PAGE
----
I will write my own reflection of last week's lesson in my next entry.

Task 2

I have started a new group blog called http://discussenglish.blogspot.com/ .

As this is a group blog, anyone who is a member can make a post. You all should have received an e-mail asking if you would like to become a member of this blog and telling you how to register. Please say yes and register!

In my first post, I have asked current English teachers to answer the following question:
What about being an English teacher do you like the most and what do you like the least?

The teachers will answer the question as a comment to the first post. I would like you to write responses to the English teachers' answers as a comment.

Please have this done by Wednesday, June 29, 5:00 PM.

Also, if you have any other questions you would like to ask the English teachers please make a new post (投稿). As a member of the group blog, you are allowed to make posts.

Sunday, June 19, 2005

Pitching to Daddy

Masato Pitching to Daddy
Originally uploaded by gandai.
I played some baseball over the weekend with my son.

Thursday, June 16, 2005

How to write Reflections for DHC2 and Team A's lessons

Today, we had two very good lessons from DHC2 and Team A.

For DHC2 and Team A,

Please make 2 entries in your blog. One entry should be a reflection on your lesson. The other entry should be about the other group's lesson you observed. Like before, please write about what you particularly liked about the other group's lessons and also suggestions for an even better lesson next time.

For Everyone Else,

Please make 2 entries. One entry should be for your comments on DHC2's lesson and the other should be your comments on Team A's lessons. Like before, I would like you to write about what you particularly liked about the other groups' lessons and also give suggestions for an even better lesson next time.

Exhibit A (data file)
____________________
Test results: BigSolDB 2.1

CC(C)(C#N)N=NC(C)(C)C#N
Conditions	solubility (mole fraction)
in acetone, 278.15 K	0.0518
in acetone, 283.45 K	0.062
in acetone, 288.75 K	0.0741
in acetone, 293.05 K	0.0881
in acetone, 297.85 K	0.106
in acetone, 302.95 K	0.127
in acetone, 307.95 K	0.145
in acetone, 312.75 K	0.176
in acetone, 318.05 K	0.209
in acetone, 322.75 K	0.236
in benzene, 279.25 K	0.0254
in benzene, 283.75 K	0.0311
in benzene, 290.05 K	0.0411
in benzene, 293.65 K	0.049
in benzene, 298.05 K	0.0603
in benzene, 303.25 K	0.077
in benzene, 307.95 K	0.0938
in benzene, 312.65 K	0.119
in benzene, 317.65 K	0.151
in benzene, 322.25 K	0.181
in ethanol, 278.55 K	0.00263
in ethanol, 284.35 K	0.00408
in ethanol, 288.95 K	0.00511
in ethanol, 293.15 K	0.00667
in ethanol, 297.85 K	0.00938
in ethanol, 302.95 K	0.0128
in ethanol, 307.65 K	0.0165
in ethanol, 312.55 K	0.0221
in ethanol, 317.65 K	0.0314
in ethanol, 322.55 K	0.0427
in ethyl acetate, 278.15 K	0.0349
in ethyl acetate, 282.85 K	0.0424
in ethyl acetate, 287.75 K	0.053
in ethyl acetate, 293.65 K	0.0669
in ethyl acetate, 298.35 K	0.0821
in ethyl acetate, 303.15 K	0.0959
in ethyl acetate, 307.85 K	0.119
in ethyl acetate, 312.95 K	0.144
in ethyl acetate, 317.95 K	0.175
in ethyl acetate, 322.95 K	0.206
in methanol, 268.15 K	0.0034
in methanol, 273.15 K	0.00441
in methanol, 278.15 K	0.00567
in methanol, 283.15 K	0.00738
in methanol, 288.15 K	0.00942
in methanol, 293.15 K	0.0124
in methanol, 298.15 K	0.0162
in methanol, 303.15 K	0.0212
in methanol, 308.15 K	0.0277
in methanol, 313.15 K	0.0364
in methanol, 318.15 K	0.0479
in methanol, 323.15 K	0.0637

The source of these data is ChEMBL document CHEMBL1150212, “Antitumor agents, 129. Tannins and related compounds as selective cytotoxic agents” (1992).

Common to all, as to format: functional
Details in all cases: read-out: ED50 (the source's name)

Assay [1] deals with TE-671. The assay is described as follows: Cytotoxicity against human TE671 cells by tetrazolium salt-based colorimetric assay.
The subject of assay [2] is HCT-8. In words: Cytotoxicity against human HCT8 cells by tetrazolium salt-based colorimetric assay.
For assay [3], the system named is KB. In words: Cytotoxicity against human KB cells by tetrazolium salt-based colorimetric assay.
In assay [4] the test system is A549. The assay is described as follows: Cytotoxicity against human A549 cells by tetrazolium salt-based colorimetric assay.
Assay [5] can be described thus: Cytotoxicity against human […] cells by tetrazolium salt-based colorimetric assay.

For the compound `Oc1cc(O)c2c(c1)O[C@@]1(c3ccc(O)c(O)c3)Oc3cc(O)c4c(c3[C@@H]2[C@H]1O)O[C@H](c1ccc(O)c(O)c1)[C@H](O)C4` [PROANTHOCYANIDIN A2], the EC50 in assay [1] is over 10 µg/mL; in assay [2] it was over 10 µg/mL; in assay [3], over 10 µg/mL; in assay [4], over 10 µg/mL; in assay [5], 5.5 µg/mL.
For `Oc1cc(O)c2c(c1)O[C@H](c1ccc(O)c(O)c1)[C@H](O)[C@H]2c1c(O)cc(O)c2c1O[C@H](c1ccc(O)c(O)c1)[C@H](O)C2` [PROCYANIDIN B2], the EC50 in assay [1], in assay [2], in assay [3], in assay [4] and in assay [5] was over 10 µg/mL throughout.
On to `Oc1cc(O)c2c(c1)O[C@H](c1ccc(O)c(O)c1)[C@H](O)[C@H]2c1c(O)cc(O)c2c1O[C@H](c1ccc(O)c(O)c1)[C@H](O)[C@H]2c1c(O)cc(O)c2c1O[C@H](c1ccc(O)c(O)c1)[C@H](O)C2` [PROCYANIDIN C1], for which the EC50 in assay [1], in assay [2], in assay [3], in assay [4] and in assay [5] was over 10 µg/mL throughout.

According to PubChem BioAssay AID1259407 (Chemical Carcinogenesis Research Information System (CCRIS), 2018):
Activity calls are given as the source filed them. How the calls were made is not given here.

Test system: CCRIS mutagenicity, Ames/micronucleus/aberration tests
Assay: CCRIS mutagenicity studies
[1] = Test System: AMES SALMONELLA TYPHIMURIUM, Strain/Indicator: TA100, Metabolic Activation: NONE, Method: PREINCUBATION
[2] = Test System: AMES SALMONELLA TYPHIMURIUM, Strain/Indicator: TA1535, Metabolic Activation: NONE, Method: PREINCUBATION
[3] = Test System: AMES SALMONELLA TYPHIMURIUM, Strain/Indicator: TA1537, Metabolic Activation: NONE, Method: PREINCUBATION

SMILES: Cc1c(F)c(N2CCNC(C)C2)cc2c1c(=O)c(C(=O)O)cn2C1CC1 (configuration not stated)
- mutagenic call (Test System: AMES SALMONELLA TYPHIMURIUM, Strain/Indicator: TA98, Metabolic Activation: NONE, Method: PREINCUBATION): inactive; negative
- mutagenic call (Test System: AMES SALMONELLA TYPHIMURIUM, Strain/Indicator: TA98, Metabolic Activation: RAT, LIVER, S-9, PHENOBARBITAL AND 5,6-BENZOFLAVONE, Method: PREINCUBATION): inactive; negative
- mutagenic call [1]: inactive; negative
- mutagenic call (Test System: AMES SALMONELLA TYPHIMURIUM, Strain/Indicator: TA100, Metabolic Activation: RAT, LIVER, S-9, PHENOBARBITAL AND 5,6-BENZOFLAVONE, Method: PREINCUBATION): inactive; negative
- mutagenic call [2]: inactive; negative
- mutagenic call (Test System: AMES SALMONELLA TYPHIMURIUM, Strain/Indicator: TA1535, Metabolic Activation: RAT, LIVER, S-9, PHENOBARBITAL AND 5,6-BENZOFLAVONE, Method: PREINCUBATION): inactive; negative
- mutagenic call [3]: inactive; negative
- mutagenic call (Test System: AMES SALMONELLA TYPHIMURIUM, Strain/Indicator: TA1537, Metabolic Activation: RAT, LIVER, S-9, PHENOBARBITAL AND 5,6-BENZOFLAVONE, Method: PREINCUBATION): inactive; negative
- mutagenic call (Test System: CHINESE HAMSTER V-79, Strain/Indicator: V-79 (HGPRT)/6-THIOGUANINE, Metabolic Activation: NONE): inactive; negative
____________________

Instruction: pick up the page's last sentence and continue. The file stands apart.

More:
The blogs for members of Team A are:
http://nyanji.blogspot.com/, http://ayu-ayu015.blogspot.com/ , http://centerof-ricefield.blogspot.com/ and http://tommy-tomitomi.blogspot.com/

The Blogs for Members of DHC2 are:
http://guwashi.blogspot.com/ , http://blogtogether.blogspot.com , http://sachishihakata.blogspot.com , http://popppo.blogspot.com/ , http://mrthousandvolt.blogspot.com/

I have written my comments of the two lessons below:

Team A's lesson


I think that your lesson was solid from start to finish. Below I will go into more detail:

Good Points ★
  • I really liked the sequencing: You started with a warm-up, you reviewed what Mr. Abdoreim studied last time, you introduced the new material in an inductive way, you practiced the new material, and lastly you had a writing activity to consolidate everything that you had studied for the day. I think your lesson had a good mix of writing, listening and speaking.
  • During your introduction of the new material your English was clear and very easy to understand and the visuals you used throughout your lesson were great!